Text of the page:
Free Credit Report

If you have ever had a credit card taken out a loan, then you have a credit report.
Your credit report is your financial report card.  It lists what loans and credit cards you have or have had in the past, how much money you owe on each one, and whether you’ve paid those bills on time or have any late payments.
All those factors and more make your own credit rating; a predetermined amount between 300 and 850. This score suggests how insecure of a borrower you are.
When applying for a new loan or credit card, or ask a credit limit increase, the lender is going to have a peek at your credit report.  It’s important to check your own report a few times a year to ensure the information is accurate.  If something looks amiss, you could be a victim of identity theft.

The Way to Receive your free credit report

Applying for a free credit report is easy. Here are the steps to receive a free credit score.
  • Pick an appropriate source

While sites such as Credit Karma or Credit Sesame will permit you to look at your credit rating in any time, you can just get your credit report three times a year — once from each of the 3 major credit reporting agencies, Equifax, Experian, and TransUnion.
  • Go to AnnualCreditReport.com or telephone 1-877-322-8228

Credit reports can only be obtained through AnnualCreditReport.com or by phoning the confirmed phone number 1-877-322-8228.  If another source claims to have your free credit report in exchange for personal information, be aware, as it may be fraudulent.
Requesting your credit report will not negatively affect your credit, but again, you’re limited to three reports per 12 months under federal law.
  • Fill out one online submission form

To request a credit report online, you will need to fill out one entry form, irrespective of whether you want one, two, or three credit scores from each credit reporting agency.  The form will ask for title, current address, former addresses, if you have lived at your present address for over two years, along with your Social Security number.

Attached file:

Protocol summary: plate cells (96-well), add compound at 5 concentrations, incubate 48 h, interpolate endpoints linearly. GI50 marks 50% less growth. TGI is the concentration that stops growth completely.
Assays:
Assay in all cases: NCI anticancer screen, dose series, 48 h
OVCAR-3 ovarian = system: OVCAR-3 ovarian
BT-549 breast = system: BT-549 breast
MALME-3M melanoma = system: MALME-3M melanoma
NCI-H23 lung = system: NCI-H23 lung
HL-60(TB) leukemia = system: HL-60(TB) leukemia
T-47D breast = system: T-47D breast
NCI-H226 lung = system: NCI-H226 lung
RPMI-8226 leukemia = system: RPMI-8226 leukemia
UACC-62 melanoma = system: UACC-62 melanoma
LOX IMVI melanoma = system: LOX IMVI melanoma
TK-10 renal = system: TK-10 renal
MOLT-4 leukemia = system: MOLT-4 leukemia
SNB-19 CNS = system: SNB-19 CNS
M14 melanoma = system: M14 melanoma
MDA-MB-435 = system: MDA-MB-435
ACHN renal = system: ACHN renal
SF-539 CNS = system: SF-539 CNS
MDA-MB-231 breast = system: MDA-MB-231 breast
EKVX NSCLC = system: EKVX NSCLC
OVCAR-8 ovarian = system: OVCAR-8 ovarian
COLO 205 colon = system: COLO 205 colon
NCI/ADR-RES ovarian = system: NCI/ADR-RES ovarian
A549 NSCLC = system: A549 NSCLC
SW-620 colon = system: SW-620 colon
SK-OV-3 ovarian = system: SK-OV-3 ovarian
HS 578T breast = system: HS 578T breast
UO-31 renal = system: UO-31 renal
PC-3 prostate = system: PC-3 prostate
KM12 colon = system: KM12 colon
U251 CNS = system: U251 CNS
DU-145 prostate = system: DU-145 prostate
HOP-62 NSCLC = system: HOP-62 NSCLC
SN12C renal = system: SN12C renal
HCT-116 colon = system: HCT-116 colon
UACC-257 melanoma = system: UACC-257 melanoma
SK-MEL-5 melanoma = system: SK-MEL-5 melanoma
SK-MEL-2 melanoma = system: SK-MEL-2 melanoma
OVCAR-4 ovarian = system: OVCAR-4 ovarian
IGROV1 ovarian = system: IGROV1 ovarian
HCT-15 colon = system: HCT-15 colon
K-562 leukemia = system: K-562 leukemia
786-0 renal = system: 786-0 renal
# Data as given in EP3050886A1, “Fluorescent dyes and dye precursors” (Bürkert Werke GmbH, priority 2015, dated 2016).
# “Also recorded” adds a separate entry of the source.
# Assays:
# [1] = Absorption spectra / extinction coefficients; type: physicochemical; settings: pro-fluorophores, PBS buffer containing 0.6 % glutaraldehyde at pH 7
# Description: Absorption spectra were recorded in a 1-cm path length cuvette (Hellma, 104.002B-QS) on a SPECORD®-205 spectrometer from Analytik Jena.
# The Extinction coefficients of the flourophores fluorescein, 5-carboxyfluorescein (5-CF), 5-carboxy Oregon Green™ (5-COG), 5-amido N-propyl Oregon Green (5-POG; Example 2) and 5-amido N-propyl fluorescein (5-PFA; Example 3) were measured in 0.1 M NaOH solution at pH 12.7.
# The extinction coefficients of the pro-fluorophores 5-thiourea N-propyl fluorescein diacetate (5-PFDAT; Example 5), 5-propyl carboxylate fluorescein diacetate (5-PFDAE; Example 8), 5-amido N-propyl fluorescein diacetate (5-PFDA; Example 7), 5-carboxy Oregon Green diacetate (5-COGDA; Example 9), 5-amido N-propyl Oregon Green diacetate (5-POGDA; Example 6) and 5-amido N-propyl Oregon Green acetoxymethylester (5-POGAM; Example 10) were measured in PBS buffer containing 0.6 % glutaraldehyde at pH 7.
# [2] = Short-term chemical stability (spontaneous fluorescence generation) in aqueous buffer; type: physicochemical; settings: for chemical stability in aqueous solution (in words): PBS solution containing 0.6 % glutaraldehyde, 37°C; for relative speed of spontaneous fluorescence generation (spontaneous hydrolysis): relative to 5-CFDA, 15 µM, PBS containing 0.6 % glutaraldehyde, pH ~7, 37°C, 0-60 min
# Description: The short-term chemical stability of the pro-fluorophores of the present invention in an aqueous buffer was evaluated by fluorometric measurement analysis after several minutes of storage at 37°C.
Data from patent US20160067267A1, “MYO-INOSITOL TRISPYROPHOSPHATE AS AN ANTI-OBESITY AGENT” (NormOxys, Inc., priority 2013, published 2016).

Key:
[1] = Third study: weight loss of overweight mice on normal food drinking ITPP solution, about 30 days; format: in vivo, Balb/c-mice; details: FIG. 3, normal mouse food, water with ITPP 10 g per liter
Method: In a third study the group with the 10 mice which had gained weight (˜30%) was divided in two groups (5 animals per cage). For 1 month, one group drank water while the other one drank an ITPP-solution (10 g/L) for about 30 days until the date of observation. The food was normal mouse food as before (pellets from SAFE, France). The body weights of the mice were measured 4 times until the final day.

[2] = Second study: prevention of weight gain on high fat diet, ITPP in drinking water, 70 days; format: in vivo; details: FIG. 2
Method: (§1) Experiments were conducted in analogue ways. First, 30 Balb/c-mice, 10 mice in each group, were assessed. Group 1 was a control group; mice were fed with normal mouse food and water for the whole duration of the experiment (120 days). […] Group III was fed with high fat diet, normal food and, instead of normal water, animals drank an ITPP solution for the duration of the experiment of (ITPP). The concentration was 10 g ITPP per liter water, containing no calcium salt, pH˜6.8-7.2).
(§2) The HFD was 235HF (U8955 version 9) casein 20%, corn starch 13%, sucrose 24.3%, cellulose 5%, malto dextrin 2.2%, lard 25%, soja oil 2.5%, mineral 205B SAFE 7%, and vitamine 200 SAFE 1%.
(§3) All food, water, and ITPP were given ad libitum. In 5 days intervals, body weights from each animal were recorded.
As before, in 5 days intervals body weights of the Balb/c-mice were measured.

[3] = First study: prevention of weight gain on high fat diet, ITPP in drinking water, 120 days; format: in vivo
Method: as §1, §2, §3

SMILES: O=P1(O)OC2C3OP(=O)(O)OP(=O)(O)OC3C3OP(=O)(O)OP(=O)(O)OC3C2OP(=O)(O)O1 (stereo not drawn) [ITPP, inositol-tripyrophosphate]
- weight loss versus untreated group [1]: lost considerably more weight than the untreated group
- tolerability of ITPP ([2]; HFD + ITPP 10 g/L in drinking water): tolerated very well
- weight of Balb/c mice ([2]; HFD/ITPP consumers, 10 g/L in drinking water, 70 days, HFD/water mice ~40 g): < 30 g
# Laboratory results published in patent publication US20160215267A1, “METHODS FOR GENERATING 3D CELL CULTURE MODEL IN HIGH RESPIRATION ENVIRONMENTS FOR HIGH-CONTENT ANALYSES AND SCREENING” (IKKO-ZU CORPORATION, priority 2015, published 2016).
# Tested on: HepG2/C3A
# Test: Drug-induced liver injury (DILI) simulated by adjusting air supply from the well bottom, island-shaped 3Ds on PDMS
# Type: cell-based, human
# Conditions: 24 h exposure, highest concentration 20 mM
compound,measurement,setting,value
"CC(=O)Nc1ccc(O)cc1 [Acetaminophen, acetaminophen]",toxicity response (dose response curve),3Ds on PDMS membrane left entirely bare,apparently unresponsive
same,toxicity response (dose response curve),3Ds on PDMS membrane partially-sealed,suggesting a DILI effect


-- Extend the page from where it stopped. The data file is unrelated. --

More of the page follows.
• Decide how many reports you need to examine

Select if you would like to receive a report from Equifax, Experian, TransUnion, or even all three.  The bureaus are given information about our credit card records from lenders but don’t all have exactly the same information. This results in slight variations in the charge history.
It’s best practice to review all three in the course of this year. Set calendar reminders to request one every four months.  But if you’re preparing to purchase a home or make another big purchase which requires a credit check, you might choose to request all three reports at once to review for accuracy, as you don’t know which agency the lender will pull.
  • Answer safety concerns 

Before you can understand your report, you are going to need to answer three or four multiple choice questions to verify your identity.  The information in these questions is taken from your credit report and can ask about past purchases or address lived.  You only have five minutes to answer these questions.
If you request a report from more than one credit bureau, you are going to need to finish this step for each one.
  • Submit your request and examine your report

The site will create the credit report within a few seconds.  If you ask your report over the telephone, it’ll be sent by email and may take up to 15 days to arrive.
The report is separated into five segments:
  1. Personal information: Your name, past and present addresses, year of arrival and phone numbers. 
  2. Accounts: This is where you’ll find the whole history of every line of credit you’ve got or have had in the past — the current balance, date opened, standing of the account, highest balance, minimum payment, and credit limit, etc.. 
  3. Public records: If you’ve been involved in legal issues, filed for bankruptcy, or undergone a tax lien, then it will be recorded here. 
  4. Hard inquiries: If you have applied for a new credit card or advance in the previous two years, the name of the lender will appear here with the date of the inquiry and the date it’s set to expire.
  5. Soft inquiries: In case an employer, landlord, insurer, or credit card lender has ever made a soft inquiry into your credit, it will appear here.  Soft inquiries don’t affect your credit rating and thus aren’t disputable.
  • If something looks wrong, file a dispute

If any of these facts, like a date, balance, or payment appears incorrect — or even if there’s an entirely unrecognizable account — you can file a dispute directly in the online report, or simply by calling the credit agency’s help line.
Again, all three credit bureaus will give you your report for free once per year, however, all three agencies provide paid identity-monitoring services, if you so choose.  TransUnion, Experian, and Equifax’s services include unlimited credit reports, email alerts when somebody applies for credit in your name, and ID theft insurance.
 
  • Print or save a copy for your record

Because your credit report is only available to you a few times a year, you might want to either print a copy or save a PDF version for your own records.
 
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